Pardon my cynicism...but just what one quality of leadership or accomplishment do you see in John Kerry that remotely qualifies him to be the leader of the free world? After twenty years left of Ted Kennedy? In time of a global war? Or for that matter his party, which is right this minute presenting itself as some of mutant sort-of conservative-but-without-the-nasty-judgemental-or-patriot-thingies? Bush is a whole lot of things, but being uncomfortable with or afraid of who he is or what he stands for he is emphatically not. His party's performance in the legislature has been abysmal bordering on the laughable, but his administration cabinet has been far and away the A Team for tackling and solving the problems we have faced over the last three years.

I agree that things might have been done differently, that maybe some people might have benefitted from having the challenge before us diced up small and run through a blender to avoid any confusion for even the weakest of minds...but maybe a conscious decision has been made to prioritize winning the fight over anything else. Even being reelected. I have no way of knowing for sure, but maybe the sitting president has decided that a nation that will not judge on results may not be worth serving. I just don't know.

I am assuming that you took time out of your catching up to respond to my first post. Please feel free to take a good long look at exactly what the domestic battlefield looks like before you invest any time responding to this.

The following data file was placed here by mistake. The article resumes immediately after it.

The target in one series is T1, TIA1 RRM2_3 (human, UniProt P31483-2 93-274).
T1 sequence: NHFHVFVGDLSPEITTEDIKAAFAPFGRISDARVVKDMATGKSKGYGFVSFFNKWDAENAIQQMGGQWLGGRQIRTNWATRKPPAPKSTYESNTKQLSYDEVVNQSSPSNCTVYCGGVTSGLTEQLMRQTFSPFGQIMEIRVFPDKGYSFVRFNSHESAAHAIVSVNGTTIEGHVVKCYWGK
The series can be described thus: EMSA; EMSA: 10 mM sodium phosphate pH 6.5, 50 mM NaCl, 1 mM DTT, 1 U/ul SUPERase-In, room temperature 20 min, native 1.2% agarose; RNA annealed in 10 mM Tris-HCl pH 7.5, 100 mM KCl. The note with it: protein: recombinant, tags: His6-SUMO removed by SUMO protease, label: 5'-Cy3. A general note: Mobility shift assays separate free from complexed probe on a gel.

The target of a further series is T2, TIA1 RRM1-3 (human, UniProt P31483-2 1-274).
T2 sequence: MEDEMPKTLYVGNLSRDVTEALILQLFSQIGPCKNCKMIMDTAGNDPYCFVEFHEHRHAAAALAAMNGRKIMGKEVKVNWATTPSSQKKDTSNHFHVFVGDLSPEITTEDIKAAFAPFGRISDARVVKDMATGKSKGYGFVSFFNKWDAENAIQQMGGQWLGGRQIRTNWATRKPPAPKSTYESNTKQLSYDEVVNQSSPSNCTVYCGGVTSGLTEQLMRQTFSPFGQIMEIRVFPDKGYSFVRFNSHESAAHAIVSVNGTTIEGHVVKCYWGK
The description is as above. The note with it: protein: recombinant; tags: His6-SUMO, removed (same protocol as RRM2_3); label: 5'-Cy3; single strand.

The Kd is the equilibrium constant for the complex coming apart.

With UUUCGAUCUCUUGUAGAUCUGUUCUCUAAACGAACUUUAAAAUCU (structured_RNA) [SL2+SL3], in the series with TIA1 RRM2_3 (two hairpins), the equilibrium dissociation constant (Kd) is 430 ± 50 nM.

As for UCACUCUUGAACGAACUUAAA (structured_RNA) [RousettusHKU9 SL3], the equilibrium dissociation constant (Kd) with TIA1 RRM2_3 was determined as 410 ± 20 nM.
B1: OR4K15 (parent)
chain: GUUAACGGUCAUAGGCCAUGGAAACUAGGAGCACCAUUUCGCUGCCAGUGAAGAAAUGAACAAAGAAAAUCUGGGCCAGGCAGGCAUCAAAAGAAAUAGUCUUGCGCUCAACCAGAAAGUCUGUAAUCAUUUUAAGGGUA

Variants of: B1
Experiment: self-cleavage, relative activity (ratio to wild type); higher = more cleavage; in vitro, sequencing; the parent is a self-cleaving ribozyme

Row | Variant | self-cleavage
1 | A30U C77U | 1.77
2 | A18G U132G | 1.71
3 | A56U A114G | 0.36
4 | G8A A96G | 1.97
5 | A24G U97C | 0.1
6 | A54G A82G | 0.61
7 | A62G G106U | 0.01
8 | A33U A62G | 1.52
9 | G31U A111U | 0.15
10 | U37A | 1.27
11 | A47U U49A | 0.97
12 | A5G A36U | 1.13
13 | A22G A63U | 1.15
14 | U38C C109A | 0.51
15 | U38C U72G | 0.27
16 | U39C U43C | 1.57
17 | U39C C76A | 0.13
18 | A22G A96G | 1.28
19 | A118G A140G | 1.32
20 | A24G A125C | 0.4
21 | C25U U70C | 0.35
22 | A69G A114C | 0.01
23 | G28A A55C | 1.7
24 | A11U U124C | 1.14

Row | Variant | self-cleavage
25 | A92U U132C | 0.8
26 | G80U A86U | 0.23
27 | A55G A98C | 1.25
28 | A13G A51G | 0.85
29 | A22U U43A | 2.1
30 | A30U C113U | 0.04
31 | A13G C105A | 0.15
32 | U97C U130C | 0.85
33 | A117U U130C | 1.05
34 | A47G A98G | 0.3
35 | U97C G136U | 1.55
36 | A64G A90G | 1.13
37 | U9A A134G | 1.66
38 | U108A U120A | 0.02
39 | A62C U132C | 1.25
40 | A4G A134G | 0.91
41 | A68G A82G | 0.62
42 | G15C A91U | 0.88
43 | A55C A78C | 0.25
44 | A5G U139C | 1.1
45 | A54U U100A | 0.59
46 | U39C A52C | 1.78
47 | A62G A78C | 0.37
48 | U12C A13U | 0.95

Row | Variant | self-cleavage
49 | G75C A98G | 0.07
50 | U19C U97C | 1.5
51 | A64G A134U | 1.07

And thanks for the commentary and lovely pictures. I love the desert.

Posted by: TmjUtah at July 26, 2004 11:31 PM

With "left wing" friends like Marc Cooper is surprising you have the views you do...sliding scale, anyone?

Just give up the schtick for christ's sake.

Welcome back. Fraud.

Posted by: Saag Paneer at July 27, 2004 12:53 AM

You really don't want to know about Berger.

Trust me.

Posted by: Dean Esmay at July 27, 2004 03:24 AM

For something truly hilarious and worth your while related to Campaign 2004, go and check out the JibJab Woody Guthrie parody of Bush and Kerry singing "This Land Is Your Land". If you've been gone almost a whole month, I'm guessing you might not have seen this yet, Michael...

Just go to jibjab.com and "click to play".

Posted by: Grant McEntire at July 27, 2004 03:43 AM

Welcome back Mr. Totten, glad to let my readers know you are back.

Posted by: Gerry at July 27, 2004 04:33 AM

>>>"All I’ve really figured out so far is that some guy named Sandy Berger got in trouble for something that has to do with his pants."

If you're a Dem, the real scandal isn't Berger's theft (and the motives), but the leak that revealed them.

Any other schmuch would/should go to jail, but sadly, because Berger's protected from on high, he'll get off scot free, and the GOP will look like the villanis for "leaking" it.

Welcome to the upside down world of the Liberal.

Posted by: David at July 27, 2004 06:51 AM


Welcome back Michael!

I, for one, understand your split opinion on the future President of the United States. I ask myself, "Which fraud is the fraud least likely to make things worse than they are?"